Image credit: Crinacle, In-Ear Fidelity
So how do they sound? In a word: great, so long as you’re not a bass-head. They hem pretty close to the Harman Target Curve, which is supposed to represent the “ideal” headphone for mainstream audiences. Crinacle did an excellent job of charting the headphone’s response compared to this curve, as well as the standard frequency response and I highly recommend you check it out.
Compared to the Starfields, which also targeted the Harman Curve, the T4s are much more neutral with a couple of important caveats. First, as you can tell from the charts above, TIN cuts the bass response compared to Harman and raises the frequencies around 2k, 5k, and 8k. Looking at the top chart, the upper-midrange focus is especially evident. What this means is that this headphone has full, but not overstated bass and that vocals feel much closer to the ear. This is not a bass-head headphone by any means, but most listeners should find it pleasurable with that U-curve equalization.
Great For Music, Movies, and Games
In practice, I find this makes it a very versatile headphone. I was able to listen to a wide range of my favorite music, everything from hip-hop and pop, like The Weeknd, to stripped down worship tracks like Chris McClarney’s, Worth It All and find enough bass to feel fun and energetic — there’s even a good amount of sub-bass to make the lows sound big and textured. The jumped mids really bring the vocals forward. If you imagine your favorite group standing in a line, it’s as if the vocalist were asked to take one big step out, and I really enjoyed it. The highs have been reduced, but this is mainly heard in the upper register, which gets rid of any sharpness and reduces ear fatigue so you can listen for long hours.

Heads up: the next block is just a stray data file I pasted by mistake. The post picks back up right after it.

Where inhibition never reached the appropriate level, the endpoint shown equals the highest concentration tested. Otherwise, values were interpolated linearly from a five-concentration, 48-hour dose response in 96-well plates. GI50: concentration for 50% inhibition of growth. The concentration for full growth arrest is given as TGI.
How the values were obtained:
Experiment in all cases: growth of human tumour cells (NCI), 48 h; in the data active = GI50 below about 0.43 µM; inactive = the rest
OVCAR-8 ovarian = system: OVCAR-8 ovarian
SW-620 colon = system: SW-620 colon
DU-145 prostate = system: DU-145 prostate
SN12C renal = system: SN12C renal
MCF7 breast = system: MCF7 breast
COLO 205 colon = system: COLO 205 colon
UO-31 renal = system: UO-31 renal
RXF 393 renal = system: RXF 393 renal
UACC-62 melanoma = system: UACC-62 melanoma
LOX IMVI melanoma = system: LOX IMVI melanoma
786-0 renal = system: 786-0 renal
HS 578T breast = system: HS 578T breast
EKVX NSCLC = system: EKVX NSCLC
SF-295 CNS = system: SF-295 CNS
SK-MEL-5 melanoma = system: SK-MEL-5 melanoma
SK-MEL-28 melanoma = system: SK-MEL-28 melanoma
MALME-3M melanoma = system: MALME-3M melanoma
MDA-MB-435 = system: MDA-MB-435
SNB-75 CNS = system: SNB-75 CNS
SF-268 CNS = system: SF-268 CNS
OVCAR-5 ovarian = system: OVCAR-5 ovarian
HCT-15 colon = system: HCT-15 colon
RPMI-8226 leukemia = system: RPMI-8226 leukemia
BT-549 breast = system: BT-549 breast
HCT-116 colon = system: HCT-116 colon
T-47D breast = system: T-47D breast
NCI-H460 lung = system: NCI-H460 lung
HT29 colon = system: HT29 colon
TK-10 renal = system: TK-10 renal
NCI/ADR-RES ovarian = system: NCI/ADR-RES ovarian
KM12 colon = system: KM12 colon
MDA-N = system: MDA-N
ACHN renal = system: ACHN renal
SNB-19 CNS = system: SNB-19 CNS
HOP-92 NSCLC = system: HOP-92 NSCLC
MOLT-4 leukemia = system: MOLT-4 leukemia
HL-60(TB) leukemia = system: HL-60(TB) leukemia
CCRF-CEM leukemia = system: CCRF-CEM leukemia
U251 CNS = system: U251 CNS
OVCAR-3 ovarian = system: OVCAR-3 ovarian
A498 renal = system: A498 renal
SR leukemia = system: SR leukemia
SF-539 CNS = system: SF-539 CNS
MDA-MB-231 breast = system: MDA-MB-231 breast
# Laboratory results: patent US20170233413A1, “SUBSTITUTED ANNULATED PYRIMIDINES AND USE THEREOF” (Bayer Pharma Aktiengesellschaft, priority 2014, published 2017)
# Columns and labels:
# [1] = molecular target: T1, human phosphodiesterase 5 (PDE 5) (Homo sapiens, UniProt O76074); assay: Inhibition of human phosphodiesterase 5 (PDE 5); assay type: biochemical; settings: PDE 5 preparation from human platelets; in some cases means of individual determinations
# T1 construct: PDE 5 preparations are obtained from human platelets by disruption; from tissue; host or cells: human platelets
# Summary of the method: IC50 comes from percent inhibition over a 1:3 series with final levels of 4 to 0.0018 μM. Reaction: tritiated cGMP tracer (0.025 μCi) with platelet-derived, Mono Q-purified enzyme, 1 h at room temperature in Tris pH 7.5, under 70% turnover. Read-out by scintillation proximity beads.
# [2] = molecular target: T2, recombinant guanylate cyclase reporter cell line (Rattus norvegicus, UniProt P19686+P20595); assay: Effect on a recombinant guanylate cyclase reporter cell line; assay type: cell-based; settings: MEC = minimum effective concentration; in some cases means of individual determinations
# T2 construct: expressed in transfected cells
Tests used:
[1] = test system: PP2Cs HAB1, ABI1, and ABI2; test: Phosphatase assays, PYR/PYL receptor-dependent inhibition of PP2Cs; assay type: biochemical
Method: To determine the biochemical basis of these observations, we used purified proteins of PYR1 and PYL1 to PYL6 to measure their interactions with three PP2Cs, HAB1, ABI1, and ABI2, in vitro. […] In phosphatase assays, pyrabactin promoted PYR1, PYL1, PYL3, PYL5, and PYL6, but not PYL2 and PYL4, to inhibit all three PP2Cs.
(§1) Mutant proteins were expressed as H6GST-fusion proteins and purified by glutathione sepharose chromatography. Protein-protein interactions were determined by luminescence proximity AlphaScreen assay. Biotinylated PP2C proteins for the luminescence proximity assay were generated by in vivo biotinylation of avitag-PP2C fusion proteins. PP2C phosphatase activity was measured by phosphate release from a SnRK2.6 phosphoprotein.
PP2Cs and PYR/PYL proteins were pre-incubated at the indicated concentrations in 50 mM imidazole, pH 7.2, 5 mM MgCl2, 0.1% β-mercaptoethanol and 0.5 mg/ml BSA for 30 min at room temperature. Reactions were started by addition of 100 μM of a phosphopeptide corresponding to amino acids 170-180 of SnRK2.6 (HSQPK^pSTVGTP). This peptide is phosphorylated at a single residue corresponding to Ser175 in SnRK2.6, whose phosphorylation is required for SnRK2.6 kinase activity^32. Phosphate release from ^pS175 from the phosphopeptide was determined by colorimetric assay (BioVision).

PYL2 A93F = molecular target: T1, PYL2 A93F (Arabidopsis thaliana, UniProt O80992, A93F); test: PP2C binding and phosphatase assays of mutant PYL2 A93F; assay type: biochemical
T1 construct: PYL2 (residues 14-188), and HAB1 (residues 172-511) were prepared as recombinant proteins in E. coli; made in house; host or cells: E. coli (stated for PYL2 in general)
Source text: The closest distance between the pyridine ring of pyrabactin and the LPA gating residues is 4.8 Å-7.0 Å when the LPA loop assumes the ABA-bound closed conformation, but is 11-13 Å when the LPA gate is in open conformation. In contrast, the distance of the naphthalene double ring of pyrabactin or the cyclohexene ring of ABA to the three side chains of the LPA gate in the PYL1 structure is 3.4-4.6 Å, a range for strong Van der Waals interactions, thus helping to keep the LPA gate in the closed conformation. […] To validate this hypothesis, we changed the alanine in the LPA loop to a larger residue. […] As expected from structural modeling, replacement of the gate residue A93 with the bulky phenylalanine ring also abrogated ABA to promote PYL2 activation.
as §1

That’s a good thing, too, because you just might. I found these headphones to be an excellent fit for swapping between devices. The stereo separation is excellent, and the soundstage is reasonably wide for an IEM, so they’re great for gaming. My PS4 and Xbox controllers could easily drive them. They really shined on PC where I could enable Windows Sonic for spatial surround sound.
The tuning here is great for games. Too often, gaming headsets turn up the bass to provide a “cinematic” experience. That may work during big explosive moments, but a more well-rounded headphone allows the game to sound good the rest of the time and can even provide a competitive advantage when you’re listening for fine, mid- and high-frequency details to pick out the enemy. The TIN T4s provide that and the ease of unplugging them and throwing them back in your pocket when you’re done is convenient. Why spend more on multiple headsets for different devices if you don’t have to?
At the end of the day, the TIN T4s are fairly inarguably a good IEM. The tuning will please most listeners, and their easy ability to drive makes them a good fit even for older devices. I’m not a huge fan of the turbine shell-ends or the coating on the cable, but they certainly provide an enjoyable listening experience for lots of different content. After a good few weeks with these headphones, I find myself slightly tweaking the bass up for metal-heavy games like Doom Eternal, but that’s an overall small concession to an otherwise great headphone.
The product discussed in this article was provided by the manufacturer for evaluation purposes.